Bruce D. Wyman Company

Since 1988

Providing Strategic Business Planning Services to small businesses and associations, both for- and non-profit, to help them leverage their use of their scarce resources: time, funds, and effort.

"If you don't know where you are going, any road will take you there." *

How do I go about better understanding my business Environment?

In order to examine your current and future business environment, we need to start by segmenting your approach. Just as most people don’t buy a whole steer and then attempt to eat their way through it, you generally can better understand and document your business environment if you cut it up into pieces and address each of those segments in turn. I start by developing six general categories that encompass the entire environment. These categories should be tailored to the particular business or association under consideration. The categories are very flexible and are NOT mutually exclusive—that is, they have overlaps.

I suggest that you start with consideration of the following categories:
a) technological,
b) political,
c) geographical,
d) economic,
e) sociological, and
f) other.
Using six categories is not a hard and fast rule; you can use fewer if you like, but using more begins to become too burdensome and adds little marginal value to the process. I always include the “other” category as an “all other items” catch-all category.

What is important is that we are simply using this framework as a way of segmenting our thinking. This allows us to focus our thinking and more easily draw out ideas. Because a specific idea can potentially emerge from more than one of the categories, it is more important to draw out the ideas, than it is to be concerned with the particular category in which the idea was generated.

Working with the environmental framework, we work with each category, in turn, to identify Assumptions. Recall that Assumptions are those anticipated characteristics of the future environment over which your business or association will have little or no control. Although there are numerous data and pieces of information that you can predict about the future, what are of interest in this case are those characteristics that will have a bearing, either positive or negative, on your conduct of business in the future environment.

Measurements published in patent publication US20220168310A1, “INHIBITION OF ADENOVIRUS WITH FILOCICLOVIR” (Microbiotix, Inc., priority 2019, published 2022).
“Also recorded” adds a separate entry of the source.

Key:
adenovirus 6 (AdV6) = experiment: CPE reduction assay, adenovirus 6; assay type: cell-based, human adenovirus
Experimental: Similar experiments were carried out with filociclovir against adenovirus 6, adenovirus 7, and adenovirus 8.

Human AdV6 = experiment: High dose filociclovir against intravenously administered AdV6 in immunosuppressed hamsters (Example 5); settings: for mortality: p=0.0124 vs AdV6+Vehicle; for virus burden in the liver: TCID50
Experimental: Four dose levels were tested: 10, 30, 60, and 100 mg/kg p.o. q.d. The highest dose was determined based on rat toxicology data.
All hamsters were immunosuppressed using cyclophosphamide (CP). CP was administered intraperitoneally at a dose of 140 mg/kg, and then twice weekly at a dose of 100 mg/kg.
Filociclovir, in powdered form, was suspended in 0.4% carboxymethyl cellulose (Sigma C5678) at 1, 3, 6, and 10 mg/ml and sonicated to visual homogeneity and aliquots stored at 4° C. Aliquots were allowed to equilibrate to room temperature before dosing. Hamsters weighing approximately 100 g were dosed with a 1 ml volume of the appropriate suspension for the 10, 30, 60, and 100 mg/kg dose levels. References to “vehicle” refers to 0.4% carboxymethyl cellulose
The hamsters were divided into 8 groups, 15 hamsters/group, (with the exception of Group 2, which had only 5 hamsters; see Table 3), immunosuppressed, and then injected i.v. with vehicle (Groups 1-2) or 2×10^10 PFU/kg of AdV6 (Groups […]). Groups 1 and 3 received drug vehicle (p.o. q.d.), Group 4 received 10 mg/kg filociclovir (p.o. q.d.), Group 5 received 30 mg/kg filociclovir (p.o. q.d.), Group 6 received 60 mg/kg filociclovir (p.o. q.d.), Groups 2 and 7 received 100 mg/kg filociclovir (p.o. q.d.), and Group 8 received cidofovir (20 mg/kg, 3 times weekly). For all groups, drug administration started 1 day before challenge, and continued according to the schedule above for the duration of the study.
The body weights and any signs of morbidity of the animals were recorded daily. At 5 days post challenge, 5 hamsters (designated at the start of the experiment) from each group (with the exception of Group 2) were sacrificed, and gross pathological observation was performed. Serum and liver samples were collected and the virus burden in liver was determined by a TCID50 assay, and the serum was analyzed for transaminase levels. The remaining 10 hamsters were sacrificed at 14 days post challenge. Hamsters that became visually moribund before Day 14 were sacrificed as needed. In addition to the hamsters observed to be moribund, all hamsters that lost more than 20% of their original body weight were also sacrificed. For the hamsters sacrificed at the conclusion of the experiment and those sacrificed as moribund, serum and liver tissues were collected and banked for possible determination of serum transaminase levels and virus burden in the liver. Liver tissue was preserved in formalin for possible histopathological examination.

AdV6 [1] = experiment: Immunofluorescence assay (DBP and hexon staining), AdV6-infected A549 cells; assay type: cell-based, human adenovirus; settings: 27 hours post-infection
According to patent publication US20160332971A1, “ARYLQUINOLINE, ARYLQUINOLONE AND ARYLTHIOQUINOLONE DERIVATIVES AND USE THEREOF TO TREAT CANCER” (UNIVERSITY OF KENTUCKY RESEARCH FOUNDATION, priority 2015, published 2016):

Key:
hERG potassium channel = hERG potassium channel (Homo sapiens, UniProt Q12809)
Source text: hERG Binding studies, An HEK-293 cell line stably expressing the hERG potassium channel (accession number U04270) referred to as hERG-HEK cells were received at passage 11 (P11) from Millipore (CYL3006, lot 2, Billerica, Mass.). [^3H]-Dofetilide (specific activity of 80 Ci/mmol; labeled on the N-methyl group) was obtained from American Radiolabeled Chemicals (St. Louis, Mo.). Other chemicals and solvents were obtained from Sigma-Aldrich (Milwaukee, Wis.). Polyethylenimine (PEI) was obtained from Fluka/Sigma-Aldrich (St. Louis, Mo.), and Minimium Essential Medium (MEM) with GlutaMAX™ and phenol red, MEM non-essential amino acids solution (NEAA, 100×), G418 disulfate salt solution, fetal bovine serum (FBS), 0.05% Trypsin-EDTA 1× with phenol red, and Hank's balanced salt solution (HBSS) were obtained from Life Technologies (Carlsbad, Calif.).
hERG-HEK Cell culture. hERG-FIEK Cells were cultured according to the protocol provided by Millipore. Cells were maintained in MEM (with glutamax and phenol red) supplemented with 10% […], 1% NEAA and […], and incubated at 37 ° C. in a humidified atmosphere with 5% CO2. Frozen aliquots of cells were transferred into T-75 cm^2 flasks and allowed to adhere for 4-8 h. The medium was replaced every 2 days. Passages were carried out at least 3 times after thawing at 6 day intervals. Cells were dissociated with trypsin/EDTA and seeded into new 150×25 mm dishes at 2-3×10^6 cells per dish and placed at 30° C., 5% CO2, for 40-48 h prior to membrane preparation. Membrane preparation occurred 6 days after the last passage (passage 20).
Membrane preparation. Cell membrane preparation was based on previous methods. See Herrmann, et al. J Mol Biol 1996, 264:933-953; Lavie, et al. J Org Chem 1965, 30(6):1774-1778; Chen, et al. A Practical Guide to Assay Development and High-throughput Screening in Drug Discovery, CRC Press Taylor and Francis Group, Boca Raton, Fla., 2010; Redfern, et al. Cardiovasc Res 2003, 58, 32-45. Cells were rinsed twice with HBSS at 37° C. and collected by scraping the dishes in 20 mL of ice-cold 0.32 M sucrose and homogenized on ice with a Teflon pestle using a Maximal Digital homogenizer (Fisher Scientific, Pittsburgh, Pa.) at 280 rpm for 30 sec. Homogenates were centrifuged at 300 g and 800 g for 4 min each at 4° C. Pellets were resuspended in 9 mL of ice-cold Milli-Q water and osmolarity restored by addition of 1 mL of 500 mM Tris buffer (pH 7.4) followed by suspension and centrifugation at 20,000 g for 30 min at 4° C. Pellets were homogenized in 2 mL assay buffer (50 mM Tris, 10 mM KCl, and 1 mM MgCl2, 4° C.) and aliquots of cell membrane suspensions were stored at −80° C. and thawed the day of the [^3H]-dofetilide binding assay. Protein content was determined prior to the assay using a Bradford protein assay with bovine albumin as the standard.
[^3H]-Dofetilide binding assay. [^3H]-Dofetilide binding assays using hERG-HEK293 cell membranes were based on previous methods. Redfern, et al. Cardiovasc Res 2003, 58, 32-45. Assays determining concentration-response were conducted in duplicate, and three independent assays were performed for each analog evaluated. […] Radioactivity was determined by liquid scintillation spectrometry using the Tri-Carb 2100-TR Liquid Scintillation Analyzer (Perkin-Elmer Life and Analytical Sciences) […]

You might consider such factors as the spread of computer and electronic equipments, the effects of telecommuting or distance learning upon transportation systems, spending levels on our infrastructure systems, taxation and regulatory levels, income and age patterns, the quest for quality in products and processes, patterns in educational pursuits and adult continuing education, patterns in consumers’ use of non-local service providers, demographic and ethnicity trends, employment and retirement trends, etc.

An important point is to let your mind “ramble” and generate thoughts, and then to capture those thoughts on paper, before you mentally try to evaluate them or develop them into complete sentences. Also, it is unimportant whether you choose to try to exhaust your ideas within one category, before moving on to the next category, or whether you choose to jump around by developing Assumption ideas and then recording them under whatever category seems most appropriate.

This process of capturing your ideas about the future business environment, forms the basis for all your follow-on Strategic Business Planning activities. Extracting and documenting your Assumptions is a crucial—yet often overlooked—step, because your entire thinking about your business and its relationship to your market and clients is based upon your Assumptions.

As your business or association progresses, you should periodically review your Strategic Business Plan, revalidating its contents, including the Assumptions. At any time that you find that one of your Assumptions has changed or become incongruent with what you see happening in the business environment, it is an important flag to you that you have to re-examine your Strategic Business Plan to see what elements of your plan, built upon that Assumption that is no longer valid, must be updated. This is part of what is referred to as "double-loop learning." That is, not only assessing whether, and by how much, you are deviating from your Strategic Business Plan (the "single-loop" part), but also assessing (the "double-loop" part) whether your business environment is deviating from what you assumed (documented in your Assumptions) it would be.

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